Saffron is very famous in the world due to its fine flavour, colour and medicinal value. It is low volume cash crop. It is estimated that about 49 per cent of saffron produce is exported from J&K state. The saffron is one of the oldest commodities of Jammu and Kashmir. It has been observed that every year around 2,128 kilograms of saffron is produced from Pampore and its neighbouring areas. But during last few years the production of the saffron cultivation is under threat due to uncertain climatic conditions and the insufficient irrigation facilities in the state. There is need to enhance the area, production and the productivity of this important spice in the state as it is a good source of earning foreign exchange for the country as a whole. Saffron cultivation in J& K has its historical roots from Iran where world’s largest amount (about70 per cent) of saffron is produced.
J&K has monopoly in the saffron cultivation in India. About 7.3 per cent of world saffron is produced from J&K. India is at third rank of saffron producing countries in the world. The matter of concern is that the saffron cultivation has declined over a period of time. However, Saffron production is currently suffering on several counts, especially those relating to productivity as well as post-harvest management. This has resulted in lower production and poor quality. The intense cultivation and monoculture of saffron in saffron grown belts of J&K, together with the continual use of diseased material has resulted in the frequent occurrence of corm rot diseases caused by pathogens such as Rhizoctonia crocorum, Phoma crocophila, Fusarium moniliforme etc. a non-sporulating basidiomycetous fungus. Of these diseases, corm rot of saffron caused by Fusarium oxysporum and Fusarium solani is considered as the most destructive. These infections generally take place through the injury of corms. This disease is quite destructive in saffron and it reduces a considerable yield of saffron crop every year. In order to control saffron corm rot, the corms need to be treated with a fungicidal solution containing Mancozeb 75WP (0.3%), Carbendazim 50WP (0.1%) for 5-10 minutes and then spread on a cloth and allowed to dry in shade for another 10-15 minutes. Most important fungicides such as Blitox, Indofil M-45, Difolatoan, Folpat, Bavistin and Tecto are very effective to manage this disease.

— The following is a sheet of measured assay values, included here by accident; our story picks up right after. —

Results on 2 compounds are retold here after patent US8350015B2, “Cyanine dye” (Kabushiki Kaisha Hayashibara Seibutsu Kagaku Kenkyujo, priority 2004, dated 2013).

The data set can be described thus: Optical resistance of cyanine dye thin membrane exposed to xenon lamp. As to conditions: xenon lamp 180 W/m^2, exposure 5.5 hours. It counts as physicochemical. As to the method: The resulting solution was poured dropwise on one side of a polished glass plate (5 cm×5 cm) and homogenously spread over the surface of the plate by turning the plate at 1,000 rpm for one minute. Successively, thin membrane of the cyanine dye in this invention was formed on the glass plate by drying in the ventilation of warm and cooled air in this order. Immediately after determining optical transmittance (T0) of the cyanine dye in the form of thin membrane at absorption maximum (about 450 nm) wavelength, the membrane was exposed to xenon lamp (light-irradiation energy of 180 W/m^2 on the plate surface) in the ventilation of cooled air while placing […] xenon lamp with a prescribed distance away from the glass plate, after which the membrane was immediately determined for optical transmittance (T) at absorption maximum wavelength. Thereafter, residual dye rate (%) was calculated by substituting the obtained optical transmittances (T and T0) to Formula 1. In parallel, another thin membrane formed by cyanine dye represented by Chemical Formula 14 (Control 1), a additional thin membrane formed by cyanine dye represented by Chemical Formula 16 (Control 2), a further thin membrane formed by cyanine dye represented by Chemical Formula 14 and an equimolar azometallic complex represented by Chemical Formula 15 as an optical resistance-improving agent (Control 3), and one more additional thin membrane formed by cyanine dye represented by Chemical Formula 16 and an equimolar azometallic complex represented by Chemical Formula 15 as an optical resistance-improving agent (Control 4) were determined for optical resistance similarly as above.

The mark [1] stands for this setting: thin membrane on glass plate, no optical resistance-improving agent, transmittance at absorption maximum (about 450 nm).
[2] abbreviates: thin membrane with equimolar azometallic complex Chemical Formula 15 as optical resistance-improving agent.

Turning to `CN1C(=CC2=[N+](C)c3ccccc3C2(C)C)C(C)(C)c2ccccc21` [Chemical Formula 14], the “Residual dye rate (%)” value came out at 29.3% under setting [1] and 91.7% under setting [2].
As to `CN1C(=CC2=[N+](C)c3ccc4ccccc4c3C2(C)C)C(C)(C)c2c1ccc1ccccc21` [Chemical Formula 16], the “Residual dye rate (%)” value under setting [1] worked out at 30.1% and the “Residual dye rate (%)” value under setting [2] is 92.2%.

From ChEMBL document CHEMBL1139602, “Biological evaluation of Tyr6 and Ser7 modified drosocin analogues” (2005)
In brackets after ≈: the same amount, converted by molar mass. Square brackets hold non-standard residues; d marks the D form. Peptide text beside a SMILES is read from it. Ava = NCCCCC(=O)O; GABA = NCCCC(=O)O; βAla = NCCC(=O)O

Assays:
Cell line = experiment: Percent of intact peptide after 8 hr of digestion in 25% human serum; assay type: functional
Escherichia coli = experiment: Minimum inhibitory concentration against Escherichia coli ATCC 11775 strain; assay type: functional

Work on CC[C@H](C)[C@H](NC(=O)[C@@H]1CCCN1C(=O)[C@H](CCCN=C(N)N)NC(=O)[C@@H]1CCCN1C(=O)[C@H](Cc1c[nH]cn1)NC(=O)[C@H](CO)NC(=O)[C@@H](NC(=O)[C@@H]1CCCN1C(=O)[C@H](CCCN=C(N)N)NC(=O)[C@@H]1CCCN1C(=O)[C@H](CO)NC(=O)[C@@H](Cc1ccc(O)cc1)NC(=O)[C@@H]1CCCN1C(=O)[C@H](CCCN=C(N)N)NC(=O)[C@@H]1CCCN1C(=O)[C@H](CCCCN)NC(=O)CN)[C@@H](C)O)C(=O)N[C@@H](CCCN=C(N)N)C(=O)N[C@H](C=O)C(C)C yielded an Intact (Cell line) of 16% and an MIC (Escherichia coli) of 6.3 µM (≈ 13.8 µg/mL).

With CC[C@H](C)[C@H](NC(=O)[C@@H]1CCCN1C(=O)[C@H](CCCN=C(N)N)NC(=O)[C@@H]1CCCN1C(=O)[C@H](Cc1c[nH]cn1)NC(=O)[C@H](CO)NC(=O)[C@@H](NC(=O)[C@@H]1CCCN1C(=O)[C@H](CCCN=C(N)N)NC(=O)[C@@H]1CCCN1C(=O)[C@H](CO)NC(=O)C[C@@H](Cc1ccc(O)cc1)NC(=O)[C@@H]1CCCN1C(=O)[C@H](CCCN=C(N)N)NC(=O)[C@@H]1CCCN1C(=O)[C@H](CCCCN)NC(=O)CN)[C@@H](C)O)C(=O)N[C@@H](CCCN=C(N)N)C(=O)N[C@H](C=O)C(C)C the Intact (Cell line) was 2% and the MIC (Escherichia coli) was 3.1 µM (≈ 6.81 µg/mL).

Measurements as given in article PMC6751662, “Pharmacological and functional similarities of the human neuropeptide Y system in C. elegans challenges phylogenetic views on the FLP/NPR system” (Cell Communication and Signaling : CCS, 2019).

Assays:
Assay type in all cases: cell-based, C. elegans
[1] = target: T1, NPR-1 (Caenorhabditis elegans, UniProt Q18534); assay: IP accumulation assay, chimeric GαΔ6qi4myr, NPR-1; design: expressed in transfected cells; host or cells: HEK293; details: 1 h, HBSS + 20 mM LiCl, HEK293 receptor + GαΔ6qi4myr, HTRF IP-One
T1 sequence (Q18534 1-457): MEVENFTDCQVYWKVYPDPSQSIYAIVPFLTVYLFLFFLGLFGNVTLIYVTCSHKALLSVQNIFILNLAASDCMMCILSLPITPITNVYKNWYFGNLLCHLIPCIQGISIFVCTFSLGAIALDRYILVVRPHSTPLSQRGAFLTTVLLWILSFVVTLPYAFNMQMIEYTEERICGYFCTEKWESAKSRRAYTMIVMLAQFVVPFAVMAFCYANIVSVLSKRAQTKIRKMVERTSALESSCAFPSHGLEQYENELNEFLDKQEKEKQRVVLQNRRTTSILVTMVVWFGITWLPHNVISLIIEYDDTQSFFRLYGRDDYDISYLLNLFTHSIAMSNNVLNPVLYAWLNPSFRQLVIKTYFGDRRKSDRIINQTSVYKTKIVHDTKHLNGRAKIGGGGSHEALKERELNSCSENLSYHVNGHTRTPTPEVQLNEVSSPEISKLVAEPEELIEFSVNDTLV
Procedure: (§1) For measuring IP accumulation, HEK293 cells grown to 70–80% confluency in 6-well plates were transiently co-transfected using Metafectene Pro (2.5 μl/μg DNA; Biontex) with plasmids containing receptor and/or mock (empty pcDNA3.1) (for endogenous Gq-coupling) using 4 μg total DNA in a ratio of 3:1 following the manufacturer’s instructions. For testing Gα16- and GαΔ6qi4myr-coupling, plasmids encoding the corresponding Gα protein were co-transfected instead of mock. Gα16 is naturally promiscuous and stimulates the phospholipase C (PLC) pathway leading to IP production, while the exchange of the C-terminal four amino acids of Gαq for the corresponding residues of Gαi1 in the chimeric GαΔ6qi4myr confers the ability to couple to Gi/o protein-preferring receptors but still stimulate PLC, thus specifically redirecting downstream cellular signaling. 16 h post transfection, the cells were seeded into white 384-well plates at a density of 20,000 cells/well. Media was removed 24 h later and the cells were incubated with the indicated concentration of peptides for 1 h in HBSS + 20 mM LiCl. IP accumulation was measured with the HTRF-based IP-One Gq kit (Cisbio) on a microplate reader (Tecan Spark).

Lack of research and development and irrigation facilities in the saffron cultivation are the major constraints in saffron cultivation because when the corm do not get sufficient water and rainfall at regular intervals it does not grow properly to give good yield. Farmers lack the awareness to tackle these problems. Also there is existence of the various intermediaries in the marketing in the saffron sale leading to its adulteration. There is need to constitute special policies to strengthen the saffron cultivation in the state so that the income of the farmers can be enhanced. Special incentives can also be provided to the saffron growers in the state. Keeping in view the importance of saffron industry in the J&K, saffron growers can be given more financial support and expertise to protect the future of the saffron cultivation in the state. Scientific saffron cultivation can generate more employment and income opportunities among the farmers of temperate areas. There is need of quality planting material, co-operative societies and proper trainings for its post-harvest management. In Jammu province some temperate areas have the potential for saffron cultivation.